- Paperback: 373 pages
- Publisher: TreeShade Books (24 December 2019)
- Language: English
- ISBN-10: 9389237068
- ISBN-13: 978-9389237061
- Product Dimensions: 20 x 14 x 4 cm
- Customer Reviews: 32 customer ratings
- Amazon Bestsellers Rank: #52,413 in Books (See Top 100 in Books)
Predators and Prey Paperback – 24 December 2019
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“Interesting and Intriguing...!” - Ashwin Sanghi
“Abhinav Agarwal has a talent for pacing and the best thing about his writing is his ability to tell a yarn that never lets your attention deviate. His ability to pack in military and security detail is inspiring. He comes as a burst of fresh new talent in a little explored field of militaristic thriller writing in India. Enjoyed it a lot.” - Hindol Sengupta [Author, Journalist, Historian]
“The pace relentless, and the plotting without a lag. The reader will feel breathless with anticipation. The characters are super interesting. The Indian thriller comes of age. I want to see the show.” - Harini Calamur [Journalist, Documentary maker]
“A racy thriller that is superbly crafted and wholly satisfying, Predators and Prey is not to be missed.” - Anand Ranganathan [Author, Journalist, Scientist]
“You move with Abhinav’s characters, in settings that are alive with details, through plots that twist your mind’s spine. He makes his sentences sprint, his dialogues count, his chapters stream. A book you can’t let go until you finish it.” - Gautam Chikermane [Author, Journalist]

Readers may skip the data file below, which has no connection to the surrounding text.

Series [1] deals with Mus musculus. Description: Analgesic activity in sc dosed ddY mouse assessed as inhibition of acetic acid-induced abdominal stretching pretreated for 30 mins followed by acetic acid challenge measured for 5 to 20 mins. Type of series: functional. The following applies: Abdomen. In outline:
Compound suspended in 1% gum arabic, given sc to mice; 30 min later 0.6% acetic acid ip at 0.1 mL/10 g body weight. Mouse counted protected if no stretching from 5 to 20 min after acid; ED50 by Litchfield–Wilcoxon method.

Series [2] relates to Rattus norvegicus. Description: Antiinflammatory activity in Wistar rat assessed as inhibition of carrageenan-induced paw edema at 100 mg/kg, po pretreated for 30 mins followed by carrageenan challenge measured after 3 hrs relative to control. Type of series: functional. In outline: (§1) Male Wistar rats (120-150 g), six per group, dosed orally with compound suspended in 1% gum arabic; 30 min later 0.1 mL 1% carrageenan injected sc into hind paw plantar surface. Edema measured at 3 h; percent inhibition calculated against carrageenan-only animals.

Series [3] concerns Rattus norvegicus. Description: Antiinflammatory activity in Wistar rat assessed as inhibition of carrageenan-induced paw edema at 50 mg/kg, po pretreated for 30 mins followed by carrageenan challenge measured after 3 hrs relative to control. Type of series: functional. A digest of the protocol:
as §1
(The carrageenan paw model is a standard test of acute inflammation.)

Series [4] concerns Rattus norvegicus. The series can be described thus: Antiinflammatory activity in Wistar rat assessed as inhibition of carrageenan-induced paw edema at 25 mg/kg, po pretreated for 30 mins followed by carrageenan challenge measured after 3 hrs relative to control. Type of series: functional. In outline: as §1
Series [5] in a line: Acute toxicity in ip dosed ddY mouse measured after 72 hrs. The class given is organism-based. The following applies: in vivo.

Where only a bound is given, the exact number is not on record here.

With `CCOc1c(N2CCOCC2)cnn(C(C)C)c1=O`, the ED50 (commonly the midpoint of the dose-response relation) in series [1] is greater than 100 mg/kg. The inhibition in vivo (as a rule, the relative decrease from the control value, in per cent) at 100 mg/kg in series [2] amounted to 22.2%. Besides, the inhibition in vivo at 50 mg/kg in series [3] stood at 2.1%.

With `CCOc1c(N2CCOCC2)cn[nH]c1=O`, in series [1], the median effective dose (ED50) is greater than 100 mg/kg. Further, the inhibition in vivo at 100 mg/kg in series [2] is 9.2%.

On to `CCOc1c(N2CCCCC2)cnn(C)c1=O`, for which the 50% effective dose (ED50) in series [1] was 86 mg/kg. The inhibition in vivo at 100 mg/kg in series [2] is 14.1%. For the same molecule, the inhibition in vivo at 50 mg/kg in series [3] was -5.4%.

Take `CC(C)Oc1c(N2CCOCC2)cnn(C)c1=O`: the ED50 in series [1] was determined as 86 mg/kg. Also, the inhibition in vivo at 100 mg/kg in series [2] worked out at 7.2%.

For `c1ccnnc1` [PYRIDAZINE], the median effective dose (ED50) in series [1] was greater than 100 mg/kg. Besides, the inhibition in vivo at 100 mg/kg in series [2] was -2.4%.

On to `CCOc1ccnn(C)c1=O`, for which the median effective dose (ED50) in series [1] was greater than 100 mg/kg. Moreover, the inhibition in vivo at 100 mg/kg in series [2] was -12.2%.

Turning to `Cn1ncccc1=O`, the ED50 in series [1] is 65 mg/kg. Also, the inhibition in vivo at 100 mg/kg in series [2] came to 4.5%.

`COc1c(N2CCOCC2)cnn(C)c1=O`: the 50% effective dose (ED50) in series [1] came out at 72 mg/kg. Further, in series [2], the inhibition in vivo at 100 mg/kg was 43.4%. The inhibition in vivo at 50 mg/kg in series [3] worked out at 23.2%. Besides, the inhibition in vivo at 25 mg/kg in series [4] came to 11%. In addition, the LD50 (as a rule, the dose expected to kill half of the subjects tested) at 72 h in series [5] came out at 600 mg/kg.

About the Author
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The pace of the writing is relentless; it is impossible to relax at any moment of the story. The detailed visual descriptions make you feel as if you are travelling with the protagonist(s). Just as you start to feel that they have seen the worst, a new development makes you sit up with a start.
All in all, every minute spent reading this book is worth it. For enhanced enjoyment, one should either read it on a flight (and therefore, without distractions from the internet) or late at night when everyone else is asleep.
The only downside is that at least for a couple of days after reading this book, the sensitive reader will be scared. Very scared.
Neeraj (who very well deserves his own standalone book) psychology, his schemes, his backstabbing, his unexplained devilry is the best part of the book. Along with that you add the the premise of stolen data, the secret service of 3 countries behind our heroes , you finally have something for which you won't mind sacrificing your sleep. In short, just go for it.
Top international reviews
The protagonist, Deva, the ‘Shaitan,’ seems to have superhuman abilities. He is credible enough that you actually start wondering if all super soldiers are all like that and if it is because of their training. The reader identifies with Deva and shares his fear. The fear element is ever-present and palpable.
There are many characters in the novel that are almost recognizable as based on real-life people. Some are clear parallels, and others perhaps bear an only shadowy resemblance, but it is there.
The story is based on a data theft at NSA. The span of the story is about two days, and a lot happens in that time.
The author builds up the pace by building up an hour-by-hour narrative. Pitted against the protagonist, trying to protect the data scientist and his friend, are a media mogul and his cronies who are chasing them to steal that data, which can destabilize the power balance within and outside the country. Naturally, the Americans are also involved in this chase.